DL
  • Daniel C
    36
    My question to you is: based on the New Testament, how can it be dogmatically justified that it is true that there is an entity known as the "soul / spirit" of a human being which is immortal?
  • Shamshir
    743
    The opening line of John.
  • Daniel C
    36
    But of course! Why didn't you point it out earlier?
  • tim wood
    3k
    But isn't this view another example of how bad Christian theology can be?Daniel C

    Bad for what, in what way? And where in the bible does it say we have immortal souls. Read @Christopher Christopher's post more closely:
    Yes, according to their beliefs, the soul is immortal.Christopher

    You mustn't get confused about professions of belief and assertions of existence. Two different animals, and either or both conflation or confusion leads to trouble, of one kind or another. One says something about the speaker, the other something about the world.
  • Daniel C
    36
    tim wood. Yes, I agree with you - that type of confusion must be avoided. Let me make another attempt to make it clear what this is all about: how certain groups of Christians can justify their belief in the existence of an immortal soul/spirit on Biblical grounds. If they can present such a justification, the evaluation of the belief also has to occur by using the Bible as the criterium for the evaluation - no other criterium can be applicable, because this discussion is a Christion theological one. I think that you can already, at this stage see where the problem with this approach will have its origin, because this conception of a "soul" is not acceptable to all Christians, but I would first like to hear what others think about this / what their views are. We must not forget: this is not a minor issue is Christianity: more than 1,2 billion Roman Catholics accept this conception of the human soul/spirit - they even pray for the soul of the deceased at a funeral, so this is matter of "life or death" for those who accept this conception of the soul/spirit. (Shamshir thinks that he has succeeded in finding scriptural justification for this notion with his reference to the "opening line of John?)
  • tim wood
    3k
    Christians can justify their belief in the existence of an immortal soul/spirit on Biblical grounds.Daniel C
    Christians don't. They simply believe as a presupposition of their faith. If anyone's "justifying," you can challenge them on their faith - faith has no need of justification, it only needs belief. And that not for itself, but as an animating principle. It's not (so much) that you have a soul, but rather what it means to have one.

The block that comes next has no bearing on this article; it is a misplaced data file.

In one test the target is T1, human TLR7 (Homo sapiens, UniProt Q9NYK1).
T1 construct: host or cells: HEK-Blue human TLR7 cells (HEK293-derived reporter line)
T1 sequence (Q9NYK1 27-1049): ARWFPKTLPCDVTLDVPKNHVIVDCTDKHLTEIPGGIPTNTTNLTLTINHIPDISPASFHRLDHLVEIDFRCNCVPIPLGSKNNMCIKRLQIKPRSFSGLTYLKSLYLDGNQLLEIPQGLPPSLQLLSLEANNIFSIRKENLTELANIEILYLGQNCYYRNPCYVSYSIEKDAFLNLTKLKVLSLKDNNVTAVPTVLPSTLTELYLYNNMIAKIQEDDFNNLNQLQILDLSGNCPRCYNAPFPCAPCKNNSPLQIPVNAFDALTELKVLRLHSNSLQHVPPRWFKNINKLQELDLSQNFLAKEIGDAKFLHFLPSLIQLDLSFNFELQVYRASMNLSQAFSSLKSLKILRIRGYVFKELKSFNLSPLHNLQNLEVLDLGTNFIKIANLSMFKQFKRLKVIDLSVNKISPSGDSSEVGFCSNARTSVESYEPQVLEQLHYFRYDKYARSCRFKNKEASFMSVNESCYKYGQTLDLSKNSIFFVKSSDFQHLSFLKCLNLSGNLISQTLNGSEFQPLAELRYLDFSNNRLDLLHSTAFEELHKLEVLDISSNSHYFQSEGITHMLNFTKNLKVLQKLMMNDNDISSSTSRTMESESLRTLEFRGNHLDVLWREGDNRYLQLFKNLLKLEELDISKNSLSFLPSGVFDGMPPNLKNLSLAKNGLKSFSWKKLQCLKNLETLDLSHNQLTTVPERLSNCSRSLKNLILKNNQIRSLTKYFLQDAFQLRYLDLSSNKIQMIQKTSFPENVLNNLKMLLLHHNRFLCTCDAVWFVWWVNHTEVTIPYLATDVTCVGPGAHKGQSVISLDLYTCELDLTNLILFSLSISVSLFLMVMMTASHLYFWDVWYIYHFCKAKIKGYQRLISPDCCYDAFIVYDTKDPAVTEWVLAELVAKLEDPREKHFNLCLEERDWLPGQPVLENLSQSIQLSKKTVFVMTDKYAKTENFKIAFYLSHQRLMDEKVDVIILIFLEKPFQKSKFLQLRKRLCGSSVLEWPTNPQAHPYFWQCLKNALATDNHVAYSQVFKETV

• Wayfarer
    8.3k
    There doesn't seem to be much insight in this debate as to Christian doctrines of the soul. Those doctrines are by no means uniform or consistent, but they're quite deep and detailed.

    Secondly, there's a deep tension in Christian philosophical theology between Platonism and biblical religiosity. Medieval scholasticism, and especially Thomas Aquinas, sought to harmonise and reconcile the two elements. But the Reformation, particularly Luther and Calvin, distrusted the Platonist side of scholastic philosophy, so much so that Luther accused Aquinas of doing the devil's work. As a consequence, in my view, much of the philosophical underpinnings of the Christian doctrine were lost, abandoned, or forgotten, in favour of evangelical fundamentalism which is basically fideist in outlook (i.e. salvation by belief alone).

    General philosophical question: is there anything which is 'not subject to decay'? How to ask such a question? Where to look for it? Natural science has no such conception. Yet this was the central question of the Greek philosophical tradition. And it was this understanding that underlay the traditional (pre-reformation) conception of 'the rational soul' of man. IN this formulation, 'soul' was nearer in meaning to 'nous' (mind). It was understood as 'that which grasps the meaning or essence of things'. And from the Platonic tradition, the meaning, essence or form of things was not itself compound or perishable as it was nearer the source, so nearer the 'uncreated'. So there is a sense that the soul 'ascends' to (and beyond) the domain of intelligible forms through union with the divine mind (theosis) to the 'wisdom uncreate'. That is the underlying rationale of Christian philosophical theology.
  • Daniel C
    36
    Wayfarer. Thank you for thorough analysis. It just shows that there are some real philosophical minds on this forum! To me one thing is very clear from your analysis: if you don't understand the historical context of this problem it not possible to grasp anything about it - especially the fact that it can be a theological problem. You have taken us far back into the history of western thought. To the ancient Greeks where, in my view, the origin of contemporary philosophy and science is to be found. That "thing not subject to decay" goes right back to Thales who thought this thing was ordinary water. Then the further developments with Democritus / Leucippus and their theory of (physical) atomism. But somewhere along this line of the development of thought the tough problem of "mind versus matter" set in - most probably with Plato. This problem is still with us and I have strong doubts if there exists a philosophical solution for it. The "immortality of the soul" is just one facet of it.